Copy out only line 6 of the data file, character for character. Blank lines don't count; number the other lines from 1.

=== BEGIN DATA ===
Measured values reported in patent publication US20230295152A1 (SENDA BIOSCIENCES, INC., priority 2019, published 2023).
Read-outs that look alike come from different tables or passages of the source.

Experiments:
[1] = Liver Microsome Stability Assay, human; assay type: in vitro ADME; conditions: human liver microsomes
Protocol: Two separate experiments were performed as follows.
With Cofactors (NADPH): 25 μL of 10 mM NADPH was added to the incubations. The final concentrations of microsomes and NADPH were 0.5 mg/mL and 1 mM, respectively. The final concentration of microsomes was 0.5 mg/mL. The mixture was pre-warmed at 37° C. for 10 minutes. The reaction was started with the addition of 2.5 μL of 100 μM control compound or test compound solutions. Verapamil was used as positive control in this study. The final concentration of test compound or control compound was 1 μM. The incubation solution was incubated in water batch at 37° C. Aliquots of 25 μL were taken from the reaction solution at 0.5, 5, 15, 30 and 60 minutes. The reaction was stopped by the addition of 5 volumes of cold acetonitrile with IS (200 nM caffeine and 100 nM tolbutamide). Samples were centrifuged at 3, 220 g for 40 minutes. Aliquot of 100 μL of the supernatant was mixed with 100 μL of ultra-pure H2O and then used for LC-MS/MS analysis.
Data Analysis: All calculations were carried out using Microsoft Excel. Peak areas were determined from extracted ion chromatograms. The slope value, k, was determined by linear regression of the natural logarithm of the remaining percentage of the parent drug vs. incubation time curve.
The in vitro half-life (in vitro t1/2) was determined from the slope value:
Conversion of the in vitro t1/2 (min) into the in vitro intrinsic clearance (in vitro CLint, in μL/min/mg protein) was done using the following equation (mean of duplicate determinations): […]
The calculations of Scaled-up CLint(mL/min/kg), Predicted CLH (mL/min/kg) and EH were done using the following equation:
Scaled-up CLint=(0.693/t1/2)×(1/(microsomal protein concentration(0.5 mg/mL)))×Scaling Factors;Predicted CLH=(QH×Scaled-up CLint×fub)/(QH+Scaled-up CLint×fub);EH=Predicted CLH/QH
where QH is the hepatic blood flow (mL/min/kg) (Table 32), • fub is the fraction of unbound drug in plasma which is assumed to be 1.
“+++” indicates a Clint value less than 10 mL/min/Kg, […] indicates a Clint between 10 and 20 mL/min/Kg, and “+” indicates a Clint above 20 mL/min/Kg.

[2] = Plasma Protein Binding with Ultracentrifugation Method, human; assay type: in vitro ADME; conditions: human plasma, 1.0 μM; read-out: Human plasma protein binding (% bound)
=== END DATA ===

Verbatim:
With Cofactors (NADPH): 25 μL of 10 mM NADPH was added to the incubations. The final concentrations of microsomes and NADPH were 0.5 mg/mL and 1 mM, respectively. The final concentration of microsomes was 0.5 mg/mL. The mixture was pre-warmed at 37° C. for 10 minutes. The reaction was started with the addition of 2.5 μL of 100 μM control compound or test compound solutions. Verapamil was used as positive control in this study. The final concentration of test compound or control compound was 1 μM. The incubation solution was incubated in water batch at 37° C. Aliquots of 25 μL were taken from the reaction solution at 0.5, 5, 15, 30 and 60 minutes. The reaction was stopped by the addition of 5 volumes of cold acetonitrile with IS (200 nM caffeine and 100 nM tolbutamide). Samples were centrifuged at 3, 220 g for 40 minutes. Aliquot of 100 μL of the supernatant was mixed with 100 μL of ultra-pure H2O and then used for LC-MS/MS analysis.